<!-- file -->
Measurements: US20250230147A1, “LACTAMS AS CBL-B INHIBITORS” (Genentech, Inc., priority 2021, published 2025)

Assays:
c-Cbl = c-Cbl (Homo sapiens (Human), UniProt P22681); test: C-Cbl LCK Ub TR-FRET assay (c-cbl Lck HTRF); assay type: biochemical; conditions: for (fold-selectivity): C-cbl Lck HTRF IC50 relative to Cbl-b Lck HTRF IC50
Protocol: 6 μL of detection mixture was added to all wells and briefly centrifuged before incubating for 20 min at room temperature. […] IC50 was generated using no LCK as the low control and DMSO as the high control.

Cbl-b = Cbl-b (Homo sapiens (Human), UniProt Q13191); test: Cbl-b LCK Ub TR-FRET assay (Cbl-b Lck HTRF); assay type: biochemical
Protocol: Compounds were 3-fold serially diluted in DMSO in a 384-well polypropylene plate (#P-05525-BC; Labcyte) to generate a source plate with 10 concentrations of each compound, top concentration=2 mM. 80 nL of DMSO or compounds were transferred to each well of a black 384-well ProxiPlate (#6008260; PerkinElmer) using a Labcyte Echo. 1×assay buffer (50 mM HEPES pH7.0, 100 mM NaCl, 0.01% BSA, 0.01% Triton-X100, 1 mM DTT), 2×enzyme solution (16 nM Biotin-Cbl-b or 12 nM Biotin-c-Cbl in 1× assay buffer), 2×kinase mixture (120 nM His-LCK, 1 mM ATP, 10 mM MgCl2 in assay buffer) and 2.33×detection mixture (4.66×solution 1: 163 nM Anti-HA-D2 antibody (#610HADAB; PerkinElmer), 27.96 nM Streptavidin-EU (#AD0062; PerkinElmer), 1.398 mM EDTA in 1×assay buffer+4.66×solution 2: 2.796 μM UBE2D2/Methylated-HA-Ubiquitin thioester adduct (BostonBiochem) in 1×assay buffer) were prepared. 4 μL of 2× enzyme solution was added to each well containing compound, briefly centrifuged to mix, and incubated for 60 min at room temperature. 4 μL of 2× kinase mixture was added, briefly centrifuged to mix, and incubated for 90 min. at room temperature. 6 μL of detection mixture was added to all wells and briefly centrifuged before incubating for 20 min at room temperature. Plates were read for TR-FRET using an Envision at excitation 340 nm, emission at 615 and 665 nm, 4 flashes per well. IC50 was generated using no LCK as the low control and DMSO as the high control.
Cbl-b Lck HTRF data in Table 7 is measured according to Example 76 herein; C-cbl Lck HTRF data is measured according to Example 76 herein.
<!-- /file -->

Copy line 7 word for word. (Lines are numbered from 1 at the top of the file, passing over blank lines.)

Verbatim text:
Cbl-b Lck HTRF data in Table 7 is measured according to Example 76 herein; C-cbl Lck HTRF data is measured according to Example 76 herein.